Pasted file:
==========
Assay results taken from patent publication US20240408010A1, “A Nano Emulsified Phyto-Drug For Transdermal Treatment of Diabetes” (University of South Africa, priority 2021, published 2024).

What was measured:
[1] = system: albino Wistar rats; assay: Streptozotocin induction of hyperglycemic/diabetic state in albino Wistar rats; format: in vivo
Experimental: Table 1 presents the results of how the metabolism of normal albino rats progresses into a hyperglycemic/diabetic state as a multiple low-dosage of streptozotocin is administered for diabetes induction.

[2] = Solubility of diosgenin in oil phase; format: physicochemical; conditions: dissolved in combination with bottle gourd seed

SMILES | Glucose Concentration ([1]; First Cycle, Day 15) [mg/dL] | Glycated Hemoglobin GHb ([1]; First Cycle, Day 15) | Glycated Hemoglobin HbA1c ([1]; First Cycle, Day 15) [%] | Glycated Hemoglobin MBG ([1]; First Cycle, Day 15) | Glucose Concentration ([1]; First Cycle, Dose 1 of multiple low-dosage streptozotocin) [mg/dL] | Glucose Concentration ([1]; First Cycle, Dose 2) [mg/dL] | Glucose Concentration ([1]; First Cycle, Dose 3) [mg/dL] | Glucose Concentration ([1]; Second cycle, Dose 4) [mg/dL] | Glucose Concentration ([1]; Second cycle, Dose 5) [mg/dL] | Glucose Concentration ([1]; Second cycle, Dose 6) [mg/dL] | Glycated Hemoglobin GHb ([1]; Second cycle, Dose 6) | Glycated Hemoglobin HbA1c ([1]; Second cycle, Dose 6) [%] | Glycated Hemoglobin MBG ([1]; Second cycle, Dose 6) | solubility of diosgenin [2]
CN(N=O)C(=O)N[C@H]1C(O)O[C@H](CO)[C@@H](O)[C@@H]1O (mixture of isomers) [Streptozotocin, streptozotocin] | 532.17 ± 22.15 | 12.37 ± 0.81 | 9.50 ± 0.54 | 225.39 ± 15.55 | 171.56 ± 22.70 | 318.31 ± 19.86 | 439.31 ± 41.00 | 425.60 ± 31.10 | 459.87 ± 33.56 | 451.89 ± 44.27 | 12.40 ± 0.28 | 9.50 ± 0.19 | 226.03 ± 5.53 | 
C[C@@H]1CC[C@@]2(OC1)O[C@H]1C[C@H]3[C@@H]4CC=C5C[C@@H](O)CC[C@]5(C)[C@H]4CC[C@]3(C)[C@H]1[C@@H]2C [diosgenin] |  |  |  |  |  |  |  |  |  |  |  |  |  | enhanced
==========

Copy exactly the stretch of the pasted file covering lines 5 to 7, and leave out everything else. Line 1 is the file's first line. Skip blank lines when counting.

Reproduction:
[2] = Solubility of diosgenin in oil phase; format: physicochemical; conditions: dissolved in combination with bottle gourd seed

SMILES | Glucose Concentration ([1]; First Cycle, Day 15) [mg/dL] | Glycated Hemoglobin GHb ([1]; First Cycle, Day 15) | Glycated Hemoglobin HbA1c ([1]; First Cycle, Day 15) [%] | Glycated Hemoglobin MBG ([1]; First Cycle, Day 15) | Glucose Concentration ([1]; First Cycle, Dose 1 of multiple low-dosage streptozotocin) [mg/dL] | Glucose Concentration ([1]; First Cycle, Dose 2) [mg/dL] | Glucose Concentration ([1]; First Cycle, Dose 3) [mg/dL] | Glucose Concentration ([1]; Second cycle, Dose 4) [mg/dL] | Glucose Concentration ([1]; Second cycle, Dose 5) [mg/dL] | Glucose Concentration ([1]; Second cycle, Dose 6) [mg/dL] | Glycated Hemoglobin GHb ([1]; Second cycle, Dose 6) | Glycated Hemoglobin HbA1c ([1]; Second cycle, Dose 6) [%] | Glycated Hemoglobin MBG ([1]; Second cycle, Dose 6) | solubility of diosgenin [2]
CN(N=O)C(=O)N[C@H]1C(O)O[C@H](CO)[C@@H](O)[C@@H]1O (mixture of isomers) [Streptozotocin, streptozotocin] | 532.17 ± 22.15 | 12.37 ± 0.81 | 9.50 ± 0.54 | 225.39 ± 15.55 | 171.56 ± 22.70 | 318.31 ± 19.86 | 439.31 ± 41.00 | 425.60 ± 31.10 | 459.87 ± 33.56 | 451.89 ± 44.27 | 12.40 ± 0.28 | 9.50 ± 0.19 | 226.03 ± 5.53 | 